Agrochemicals with estrogenic endocrine disrupting properties: Lessons Learned?

Mol Cell Endocrinol. 2020 Dec 1;518:110860. doi: 10.1016/j.mce.2020.110860. Epub 2020 May 12.

Abstract

Many agrochemicals have endocrine disrupting properties. A subset of these chemicals is characterized as "estrogenic". In this review, we describe several distinct ways that chemicals used in crop production can affect estrogen signaling. Using three agrochemicals as examples (DDT, endosulfan, and atrazine), we illustrate how screening tests such as the US EPA's EDSP Tier 1 assays can be used as a first-pass approach to evaluate agrochemicals for endocrine activity. We then apply the "Key Characteristics" approach to illustrate how chemicals like DDT can be evaluated, together with the World Health Organization's definition of an endocrine disruptor, to identify data gaps. We conclude by describing important issues that must be addressed in the evaluation and regulation of hormonally active agrochemicals including mixture effects, efforts to reduce vertebrate animal use, chemical prioritization, and improvements in hazard, exposure, and risk assessments.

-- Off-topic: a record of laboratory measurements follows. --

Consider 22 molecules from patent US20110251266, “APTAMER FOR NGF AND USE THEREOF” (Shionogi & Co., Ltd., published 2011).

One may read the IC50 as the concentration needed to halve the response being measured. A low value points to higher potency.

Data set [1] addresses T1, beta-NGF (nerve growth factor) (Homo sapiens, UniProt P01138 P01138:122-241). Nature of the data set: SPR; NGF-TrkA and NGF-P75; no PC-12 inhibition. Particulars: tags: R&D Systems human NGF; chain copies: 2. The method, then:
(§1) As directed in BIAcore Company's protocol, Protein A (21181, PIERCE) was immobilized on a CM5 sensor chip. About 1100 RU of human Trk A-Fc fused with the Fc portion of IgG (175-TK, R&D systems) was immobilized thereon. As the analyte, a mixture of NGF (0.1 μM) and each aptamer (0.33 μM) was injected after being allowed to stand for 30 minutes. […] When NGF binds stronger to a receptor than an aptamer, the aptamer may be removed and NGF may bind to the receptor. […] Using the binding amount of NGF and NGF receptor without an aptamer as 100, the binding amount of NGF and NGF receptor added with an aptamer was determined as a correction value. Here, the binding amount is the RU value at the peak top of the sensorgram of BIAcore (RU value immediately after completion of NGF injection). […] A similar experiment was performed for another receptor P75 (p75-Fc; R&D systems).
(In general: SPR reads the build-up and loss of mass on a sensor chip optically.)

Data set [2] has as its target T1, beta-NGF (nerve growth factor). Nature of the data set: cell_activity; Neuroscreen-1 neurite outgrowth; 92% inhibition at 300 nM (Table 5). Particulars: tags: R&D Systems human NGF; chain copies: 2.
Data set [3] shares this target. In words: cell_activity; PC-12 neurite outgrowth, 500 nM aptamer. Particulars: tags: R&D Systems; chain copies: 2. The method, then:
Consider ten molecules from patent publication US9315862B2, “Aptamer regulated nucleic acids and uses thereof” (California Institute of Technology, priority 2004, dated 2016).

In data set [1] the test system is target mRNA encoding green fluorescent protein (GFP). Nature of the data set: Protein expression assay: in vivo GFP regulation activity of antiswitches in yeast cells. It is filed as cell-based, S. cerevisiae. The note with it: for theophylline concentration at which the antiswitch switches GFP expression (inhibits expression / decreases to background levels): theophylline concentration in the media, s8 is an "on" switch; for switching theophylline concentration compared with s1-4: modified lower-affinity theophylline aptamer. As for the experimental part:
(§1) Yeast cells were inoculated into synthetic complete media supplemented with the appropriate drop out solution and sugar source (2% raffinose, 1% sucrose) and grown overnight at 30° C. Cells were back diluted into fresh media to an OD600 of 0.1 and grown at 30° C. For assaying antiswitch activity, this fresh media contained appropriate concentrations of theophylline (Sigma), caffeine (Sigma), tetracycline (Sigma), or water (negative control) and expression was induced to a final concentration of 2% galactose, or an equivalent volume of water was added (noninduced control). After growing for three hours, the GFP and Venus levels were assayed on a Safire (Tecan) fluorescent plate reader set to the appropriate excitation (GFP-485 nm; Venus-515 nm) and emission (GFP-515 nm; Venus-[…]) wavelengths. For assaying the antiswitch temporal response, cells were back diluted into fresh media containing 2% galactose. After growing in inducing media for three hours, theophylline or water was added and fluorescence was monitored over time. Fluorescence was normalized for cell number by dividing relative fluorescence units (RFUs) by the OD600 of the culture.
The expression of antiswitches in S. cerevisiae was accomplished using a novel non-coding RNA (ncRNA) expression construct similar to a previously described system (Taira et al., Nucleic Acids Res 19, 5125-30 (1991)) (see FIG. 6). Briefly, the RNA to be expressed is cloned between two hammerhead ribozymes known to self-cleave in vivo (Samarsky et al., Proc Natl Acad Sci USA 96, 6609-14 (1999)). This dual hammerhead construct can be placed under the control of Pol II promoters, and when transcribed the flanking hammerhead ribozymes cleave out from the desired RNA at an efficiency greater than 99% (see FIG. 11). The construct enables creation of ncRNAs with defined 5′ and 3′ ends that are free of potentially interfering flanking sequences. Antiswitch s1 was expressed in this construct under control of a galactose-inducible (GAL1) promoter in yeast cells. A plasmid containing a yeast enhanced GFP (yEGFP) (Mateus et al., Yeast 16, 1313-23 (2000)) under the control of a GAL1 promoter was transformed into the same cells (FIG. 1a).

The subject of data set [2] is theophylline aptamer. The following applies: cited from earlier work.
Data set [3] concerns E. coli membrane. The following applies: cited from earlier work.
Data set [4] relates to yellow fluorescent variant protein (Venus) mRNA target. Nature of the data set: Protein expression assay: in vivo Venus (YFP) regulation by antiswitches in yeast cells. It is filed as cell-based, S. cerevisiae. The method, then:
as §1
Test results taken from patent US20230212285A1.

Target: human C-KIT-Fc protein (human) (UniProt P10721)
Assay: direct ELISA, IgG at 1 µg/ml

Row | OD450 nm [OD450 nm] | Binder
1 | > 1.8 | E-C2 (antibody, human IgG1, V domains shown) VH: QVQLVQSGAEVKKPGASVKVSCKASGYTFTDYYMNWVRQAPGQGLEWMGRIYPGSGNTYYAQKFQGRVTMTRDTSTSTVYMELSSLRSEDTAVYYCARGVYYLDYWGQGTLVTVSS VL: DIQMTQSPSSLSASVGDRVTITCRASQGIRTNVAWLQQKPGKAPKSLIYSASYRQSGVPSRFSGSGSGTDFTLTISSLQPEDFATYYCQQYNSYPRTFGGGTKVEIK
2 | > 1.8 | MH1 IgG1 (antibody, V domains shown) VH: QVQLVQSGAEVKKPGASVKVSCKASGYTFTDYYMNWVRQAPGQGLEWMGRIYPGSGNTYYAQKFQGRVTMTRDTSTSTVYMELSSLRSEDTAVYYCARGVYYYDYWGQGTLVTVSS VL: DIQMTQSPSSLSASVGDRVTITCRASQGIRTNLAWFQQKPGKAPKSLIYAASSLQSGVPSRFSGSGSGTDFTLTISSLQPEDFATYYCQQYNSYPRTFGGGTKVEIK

Keywords: Adverse effect; Aromatase; Estrogen receptor; Mode of action; Pesticide; Xenoestrogen.

Publication types

  • Research Support, N.I.H., Extramural
  • Review

MeSH terms

  • Agriculture* / legislation & jurisprudence
  • Agriculture* / trends
  • Agrochemicals / toxicity*
  • Animals
  • Biological Assay / methods
  • Biological Assay / trends
  • Endocrine Disruptors / toxicity*
  • Endocrine System / drug effects
  • Estrogens / analogs & derivatives
  • Estrogens / toxicity
  • Humans
  • Risk Assessment
  • Toxicity Tests / methods

Substances

  • Agrochemicals
  • Endocrine Disruptors
  • Estrogens